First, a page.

Ryan Di CorpoNovember 18, 2020
Photo by Jarl Schmidt on Unsplash

I inherited one of the few movie props in my apartment from my father, who purchased it some 30 years ago. The prop, featured in the 1989 film “Dead Poets Society,” is a framed, black-and-white photograph of an early 20th-century youth football team. In the film, the fictional English teacher John Keating (played by the brilliant Robin Williams) tells his students to listen to the photographs of pupils past. They are confused by the directive. “Carpe diem,” whispers Mr. Keating. “Seize the day, boys. Make your lives extraordinary.”

“Dead Poets Society” was one of the last films I watched with my father, James A. Di Corpo Jr., before his death from glioblastoma, an aggressive type of brain cancer, last month. He was 57. His passing came just eight months after the death of his 87-year-old mother, Shirley. But in 2020, an annus horribilis like no other, I am not alone in my feelings of grief, which come on slowly and suddenly like a mysterious disease.

A framed, black-and-white photograph of an early 20th-century youth football team from the 1989 film “Dead Poets Society” (Photo provided by author)
A framed, black-and-white photograph of an early 20th-century youth football team from the 1989 film “Dead Poets Society” (Photo provided by author) 

The Covid-19 pandemic has now taken the lives of over 230,000 people in the United States alone. Seldom has the world suffered such mass death, such profound loss outside of wartime. While my loved ones did not die of the coronavirus, I feel great solidarity with those who have lost family members to this raging plague. And for the first time in my life, I have felt a sudden connection to a man whom I have never met: President-elect Joe Biden.

Mr. Biden spent part of the day following his Nov. 7 victory speech visiting the grave of his late son Beau, who, like my father, died young from glioblastoma. The man slated to shepherd the nation through months of collective trauma and stinging loss is no stranger to grief. Four decades prior to the loss of Beau Biden in 2015, the president-elect lost his first wife, Nelia Hunter, and his 1-year-old daughter, Naomi, in a car accident one month after his election to the U.S. Senate.

In 2020, an annus horribilis like no other, I am not alone in my feelings of grief, which come on slowly and suddenly like a mysterious disease.

Throughout his life, Mr. Biden has provided a lesson in grieving, a lesson given in full view of the public eye. The New York Review of Books has called him “the most gothic figure in American politics.” He speaks of his deceased family members at nearly every possible opportunity, including his Nov. 7 speech, when he invoked the memory of Beau. In this manner, Mr. Biden keeps those family members alive and reveals to us a difficult truth: Grieving is a lifelong process. I can clearly hear the words of my father reflecting on the death of his own father, James A. Di Corpo Sr., who succumbed to lung cancer at age 67.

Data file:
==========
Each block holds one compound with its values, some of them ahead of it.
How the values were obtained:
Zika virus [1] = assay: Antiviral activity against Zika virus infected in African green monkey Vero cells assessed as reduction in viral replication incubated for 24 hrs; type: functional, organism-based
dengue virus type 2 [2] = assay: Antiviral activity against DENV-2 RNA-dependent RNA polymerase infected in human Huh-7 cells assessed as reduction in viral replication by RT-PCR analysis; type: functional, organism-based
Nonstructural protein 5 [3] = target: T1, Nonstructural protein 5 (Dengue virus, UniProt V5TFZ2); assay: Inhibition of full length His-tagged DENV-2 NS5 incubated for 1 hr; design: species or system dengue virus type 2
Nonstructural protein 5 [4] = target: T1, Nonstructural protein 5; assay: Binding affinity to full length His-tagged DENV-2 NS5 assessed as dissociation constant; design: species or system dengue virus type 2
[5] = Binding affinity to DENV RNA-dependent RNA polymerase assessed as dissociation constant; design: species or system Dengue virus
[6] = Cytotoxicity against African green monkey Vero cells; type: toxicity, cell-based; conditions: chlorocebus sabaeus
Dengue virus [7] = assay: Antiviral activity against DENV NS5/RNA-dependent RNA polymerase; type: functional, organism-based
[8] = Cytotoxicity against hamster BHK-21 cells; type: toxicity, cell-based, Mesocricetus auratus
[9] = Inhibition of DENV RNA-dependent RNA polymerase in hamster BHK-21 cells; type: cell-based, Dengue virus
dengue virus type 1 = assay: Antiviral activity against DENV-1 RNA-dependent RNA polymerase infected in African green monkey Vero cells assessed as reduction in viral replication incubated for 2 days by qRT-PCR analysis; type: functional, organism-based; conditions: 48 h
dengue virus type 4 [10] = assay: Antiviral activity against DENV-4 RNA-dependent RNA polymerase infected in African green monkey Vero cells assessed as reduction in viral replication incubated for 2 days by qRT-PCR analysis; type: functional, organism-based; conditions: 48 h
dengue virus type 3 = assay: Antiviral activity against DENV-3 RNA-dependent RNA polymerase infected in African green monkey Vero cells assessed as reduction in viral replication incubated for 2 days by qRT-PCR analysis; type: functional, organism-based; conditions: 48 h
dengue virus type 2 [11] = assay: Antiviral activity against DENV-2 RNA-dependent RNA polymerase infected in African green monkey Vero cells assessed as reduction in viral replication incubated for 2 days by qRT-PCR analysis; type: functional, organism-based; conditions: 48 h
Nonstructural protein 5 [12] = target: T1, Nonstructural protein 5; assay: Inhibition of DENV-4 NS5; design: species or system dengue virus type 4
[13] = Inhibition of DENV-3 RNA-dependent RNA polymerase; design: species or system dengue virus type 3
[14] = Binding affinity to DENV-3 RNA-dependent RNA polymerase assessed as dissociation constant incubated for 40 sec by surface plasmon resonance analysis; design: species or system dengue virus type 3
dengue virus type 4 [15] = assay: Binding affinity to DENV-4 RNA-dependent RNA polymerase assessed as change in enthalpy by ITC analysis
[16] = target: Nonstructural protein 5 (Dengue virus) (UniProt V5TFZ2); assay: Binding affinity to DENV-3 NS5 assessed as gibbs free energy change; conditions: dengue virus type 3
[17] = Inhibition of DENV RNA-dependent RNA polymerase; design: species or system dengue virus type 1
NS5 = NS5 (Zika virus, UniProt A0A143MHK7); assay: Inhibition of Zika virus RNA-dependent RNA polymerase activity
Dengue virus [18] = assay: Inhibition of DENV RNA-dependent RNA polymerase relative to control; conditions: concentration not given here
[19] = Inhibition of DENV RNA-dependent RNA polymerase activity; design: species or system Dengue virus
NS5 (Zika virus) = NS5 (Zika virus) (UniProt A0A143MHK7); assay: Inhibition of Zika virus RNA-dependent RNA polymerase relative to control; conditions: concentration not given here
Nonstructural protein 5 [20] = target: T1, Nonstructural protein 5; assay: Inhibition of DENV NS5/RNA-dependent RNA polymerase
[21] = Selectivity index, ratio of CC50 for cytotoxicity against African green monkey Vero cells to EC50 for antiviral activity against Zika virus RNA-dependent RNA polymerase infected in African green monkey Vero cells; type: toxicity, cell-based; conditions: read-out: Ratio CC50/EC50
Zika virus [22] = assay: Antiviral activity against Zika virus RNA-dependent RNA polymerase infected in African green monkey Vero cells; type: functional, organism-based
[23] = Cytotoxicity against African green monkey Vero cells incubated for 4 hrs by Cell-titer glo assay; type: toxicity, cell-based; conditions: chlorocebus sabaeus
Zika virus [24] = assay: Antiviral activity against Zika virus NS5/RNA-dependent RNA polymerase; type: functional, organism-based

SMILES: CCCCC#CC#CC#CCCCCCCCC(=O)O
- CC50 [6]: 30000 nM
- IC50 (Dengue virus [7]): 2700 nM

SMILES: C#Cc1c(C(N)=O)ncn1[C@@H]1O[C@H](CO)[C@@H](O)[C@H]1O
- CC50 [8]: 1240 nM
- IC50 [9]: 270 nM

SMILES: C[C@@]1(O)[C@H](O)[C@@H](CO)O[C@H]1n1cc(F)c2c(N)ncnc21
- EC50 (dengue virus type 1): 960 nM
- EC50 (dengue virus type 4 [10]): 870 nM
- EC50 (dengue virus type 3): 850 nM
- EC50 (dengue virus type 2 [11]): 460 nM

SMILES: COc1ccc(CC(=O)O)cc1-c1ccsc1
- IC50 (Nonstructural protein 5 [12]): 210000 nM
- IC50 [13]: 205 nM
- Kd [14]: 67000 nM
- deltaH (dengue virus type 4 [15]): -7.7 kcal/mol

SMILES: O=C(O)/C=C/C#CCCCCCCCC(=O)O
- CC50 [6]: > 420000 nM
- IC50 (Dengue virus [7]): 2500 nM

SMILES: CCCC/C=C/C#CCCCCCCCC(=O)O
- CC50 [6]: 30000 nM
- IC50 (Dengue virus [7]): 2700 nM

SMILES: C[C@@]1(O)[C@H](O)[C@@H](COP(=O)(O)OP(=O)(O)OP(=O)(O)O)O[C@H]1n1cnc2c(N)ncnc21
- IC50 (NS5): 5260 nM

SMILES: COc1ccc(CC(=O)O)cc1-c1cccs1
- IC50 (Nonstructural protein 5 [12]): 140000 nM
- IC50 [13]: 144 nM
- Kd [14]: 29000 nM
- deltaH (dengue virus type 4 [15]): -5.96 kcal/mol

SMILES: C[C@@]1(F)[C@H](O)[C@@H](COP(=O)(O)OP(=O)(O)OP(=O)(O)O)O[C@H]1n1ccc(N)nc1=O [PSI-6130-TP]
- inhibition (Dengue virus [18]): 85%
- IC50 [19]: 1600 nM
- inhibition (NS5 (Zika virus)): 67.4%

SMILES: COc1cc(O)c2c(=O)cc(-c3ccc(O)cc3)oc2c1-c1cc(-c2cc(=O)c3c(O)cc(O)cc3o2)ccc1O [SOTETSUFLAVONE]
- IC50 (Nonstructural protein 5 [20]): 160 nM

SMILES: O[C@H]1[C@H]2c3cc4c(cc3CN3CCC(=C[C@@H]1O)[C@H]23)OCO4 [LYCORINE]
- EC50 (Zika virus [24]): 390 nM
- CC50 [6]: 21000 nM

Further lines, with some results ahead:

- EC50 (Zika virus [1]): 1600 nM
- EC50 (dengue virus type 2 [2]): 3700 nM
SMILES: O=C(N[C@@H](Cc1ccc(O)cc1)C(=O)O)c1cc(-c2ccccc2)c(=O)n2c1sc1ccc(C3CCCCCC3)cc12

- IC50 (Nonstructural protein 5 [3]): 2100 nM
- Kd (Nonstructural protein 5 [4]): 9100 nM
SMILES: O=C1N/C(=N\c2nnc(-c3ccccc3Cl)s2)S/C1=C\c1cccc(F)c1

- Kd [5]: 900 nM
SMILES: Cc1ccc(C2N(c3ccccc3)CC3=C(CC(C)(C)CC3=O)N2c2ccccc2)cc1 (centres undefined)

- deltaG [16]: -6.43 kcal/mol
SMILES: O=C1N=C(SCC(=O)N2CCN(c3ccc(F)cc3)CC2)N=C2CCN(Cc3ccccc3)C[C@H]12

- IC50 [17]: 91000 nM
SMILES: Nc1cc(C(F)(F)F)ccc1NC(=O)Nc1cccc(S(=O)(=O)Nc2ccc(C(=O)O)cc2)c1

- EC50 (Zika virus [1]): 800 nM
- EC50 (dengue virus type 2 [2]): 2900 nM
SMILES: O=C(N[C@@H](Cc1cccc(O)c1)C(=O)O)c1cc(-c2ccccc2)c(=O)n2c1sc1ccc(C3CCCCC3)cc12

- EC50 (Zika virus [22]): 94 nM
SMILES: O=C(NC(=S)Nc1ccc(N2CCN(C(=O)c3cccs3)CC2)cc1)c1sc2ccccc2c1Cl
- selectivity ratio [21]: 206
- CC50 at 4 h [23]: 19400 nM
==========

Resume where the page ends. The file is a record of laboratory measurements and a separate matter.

“You don’t get over it. You learn to live with it,” my father said.

In the months following my grandmother’s death and leading up to my father’s death, I sought a roadmap for how to grieve, best practices for mourning the passing of loved ones. But still I have found no instruction manual on grief, no established set of rules. It is here that I think Mr. Biden can provide some insight.

Mr. Biden keeps those family members alive and reveals to us a difficult truth: Grieving is a lifelong process.

“The soul is eternity.... The soul is where you continue to live. I mean, I know my boy’s with me,” he told Oprah Winfrey in 2017. Mr. Biden’s understanding of loss is inextricably connected to his faith. “I see myself as an Irish Catholic,” he told Irish Central in 2009. Author Fintan O’Toole, writing for The New York Review of Books, notes that Mr. Biden “wears his dead son’s rosary beads around his wrist and says that litany of prayers in his dark moments.”

Turning toward the Catholic faith is, for many of us, an essential part of the grieving process. The Paschal mystery—the passion, death and resurrection of Christ—reminds us that Jesus triumphed over death and continually offers us the promise of eternal life. The “Exsultet,” sung during the Easter Vigil, states that “Christ broke the prison-bars of death and rose victorious from the underworld.” Simply put, death does not have the final say.

Both my grandmother and my father were devout Catholics. My father was briefly a seminarian in 1985, and he maintained a lifelong connection to various saints: Bernadette Soubirous, Thérèse of Lisieux and Maria Goretti. It is a hallmark of the saints that they led difficult lives and died quite young—Bernadette at 35, Thérèse at 24 and Maria at just 11. These models of sanctity taught my father the importance of a life well lived and formed his view of human suffering. For him, suffering was not something to be avoided but embraced for its redemptive qualities.

“All this is evidence that God’s judgment is right, and as a result you will be counted worthy of the kingdom of God, for which you are suffering” (2 Thess 1:5).

I have no doubt that my family members, even in their sufferings, died comforted by the knowledge that Christ would not abandon them nor the family members they left behind. In moments when grief rolls like a noxious wave, I find myself turning toward Christ’s message of salvation and again to that framed photograph of young men long gone.

Carpe diem, they say. Make your lives extraordinary.

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